Pakistani Men fight over Chapati Flour

Other bystanders approach them in a bid to take the flour.

Several videos on social media show Pakistani men fighting and pushing each other as they wait for subsidised bags of chapati flour, amid a shortage in the country.

In one instance, a large queue is waiting for bags of flour near an open sewer.

One man is pushed into the open sewer.

The man, who appeared to be annoyed, eventually gets out and pushes another man into the sewage.

As he makes his way out of the crowded area, he tries to push other bystanders before pushing in another person.

Meanwhile, others are heard yelling.

In another video, three Pakistani men were seen fighting over a single bag of chapati flour.

The men are seen all holding the flour and arguing as to who should have it.

Other bystanders approach them in a bid to take the flour.

The dispute takes a bizarre turn as another man approaches them and begins tickling one of the men in an attempt to steal the bag of flour.

On January 8, 2023, it was reported that a father of six children, aged 45, died in a stampede whilst in a queue for flour in Sindh.

Pakistan is facing its worst chapati flour crisis, with parts of the country reporting a shortage of wheat.

Due to the shortages, stampedes at flour distribution sites have been reported from several areas in the Khyber Pakhtunkhwa, Sindh and Balochistan provinces.

Prices of wheat and flour have skyrocketed as a result.

Chapati flour in Karachi has increased from Rs. 140 (50p) per kilogram to Rs. 160 (57p) per kilogram.

In Islamabad and Peshawar, a 10 kg bag of flour is being sold at Rs. 1,500 (£5.40) while a 20 kilogram bag of flour is being sold at Rs. 2,800 (£10).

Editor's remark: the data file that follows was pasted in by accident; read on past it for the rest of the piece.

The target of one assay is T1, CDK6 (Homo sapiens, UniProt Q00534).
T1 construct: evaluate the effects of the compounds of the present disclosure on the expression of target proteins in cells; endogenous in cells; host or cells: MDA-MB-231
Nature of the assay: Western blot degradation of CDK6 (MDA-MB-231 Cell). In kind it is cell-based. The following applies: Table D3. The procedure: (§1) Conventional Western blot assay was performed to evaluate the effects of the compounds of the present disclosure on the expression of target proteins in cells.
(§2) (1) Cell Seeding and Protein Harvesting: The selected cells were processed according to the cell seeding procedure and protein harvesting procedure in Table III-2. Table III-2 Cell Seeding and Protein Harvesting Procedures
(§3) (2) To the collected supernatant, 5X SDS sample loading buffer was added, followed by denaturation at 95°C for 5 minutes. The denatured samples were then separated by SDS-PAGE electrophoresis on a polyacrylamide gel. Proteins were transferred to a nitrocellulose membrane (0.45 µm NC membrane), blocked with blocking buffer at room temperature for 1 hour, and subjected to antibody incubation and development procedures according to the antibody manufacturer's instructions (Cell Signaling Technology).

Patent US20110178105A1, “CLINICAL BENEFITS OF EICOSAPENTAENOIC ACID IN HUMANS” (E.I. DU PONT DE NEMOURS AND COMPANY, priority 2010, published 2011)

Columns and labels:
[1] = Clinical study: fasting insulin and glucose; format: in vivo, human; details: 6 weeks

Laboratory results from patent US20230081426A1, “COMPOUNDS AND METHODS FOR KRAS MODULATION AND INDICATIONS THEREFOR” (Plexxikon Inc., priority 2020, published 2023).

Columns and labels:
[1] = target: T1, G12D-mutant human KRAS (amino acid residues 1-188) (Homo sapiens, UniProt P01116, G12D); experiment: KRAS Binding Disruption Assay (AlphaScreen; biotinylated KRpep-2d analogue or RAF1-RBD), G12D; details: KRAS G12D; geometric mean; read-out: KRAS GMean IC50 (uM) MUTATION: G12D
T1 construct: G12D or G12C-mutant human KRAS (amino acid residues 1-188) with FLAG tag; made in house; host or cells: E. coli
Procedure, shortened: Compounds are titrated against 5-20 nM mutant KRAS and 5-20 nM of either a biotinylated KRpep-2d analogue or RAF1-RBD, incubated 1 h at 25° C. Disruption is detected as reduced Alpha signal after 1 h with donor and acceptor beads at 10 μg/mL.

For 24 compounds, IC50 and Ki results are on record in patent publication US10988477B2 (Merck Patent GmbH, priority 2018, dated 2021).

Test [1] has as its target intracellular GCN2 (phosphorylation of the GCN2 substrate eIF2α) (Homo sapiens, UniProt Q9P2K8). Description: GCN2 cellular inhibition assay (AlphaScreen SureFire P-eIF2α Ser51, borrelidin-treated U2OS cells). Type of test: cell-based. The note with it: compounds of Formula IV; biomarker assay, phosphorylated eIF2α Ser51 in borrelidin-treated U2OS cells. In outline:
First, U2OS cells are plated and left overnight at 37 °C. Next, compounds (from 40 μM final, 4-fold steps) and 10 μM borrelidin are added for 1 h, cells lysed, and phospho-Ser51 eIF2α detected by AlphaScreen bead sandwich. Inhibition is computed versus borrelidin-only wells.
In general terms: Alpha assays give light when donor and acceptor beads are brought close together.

Mill owners in the Punjab province have increased the price of flour to Rs. 160 per kilogram.

Similarly, Khyber Pakhtunkhwa has been facing the worst-ever flour crisis as a 20 kg bag of flour is being sold for Rs. 3,100 (£11).

According to sources, banks in Pakistan are still unwilling to grant letters of credit (LCs) for the importation of commodities, endangering the nation’s food supply.

A threat to the supply of food exists due to banks’ failure to issue LCs, which might increase pricing pressure and result in a scarcity of medicine.

This is despite instructions from the State Bank of Pakistan (SBP) about import facilitation.

Due to the banks’ unwillingness to ensure foreign exchange payments, thousands of cargo containers remain stuck at the Karachi Port in Pakistan after being unloaded.

Among the cargo are groceries both perishable and non-perishable and medicinal supplies.

According to Zamarak Achakzai, the minister of food for Balochistan, Pakistan needs more than 400,000 bags of wheat to make up for its current shortage.

Additionally, he stated that the province’s supply of wheat had run out entirely.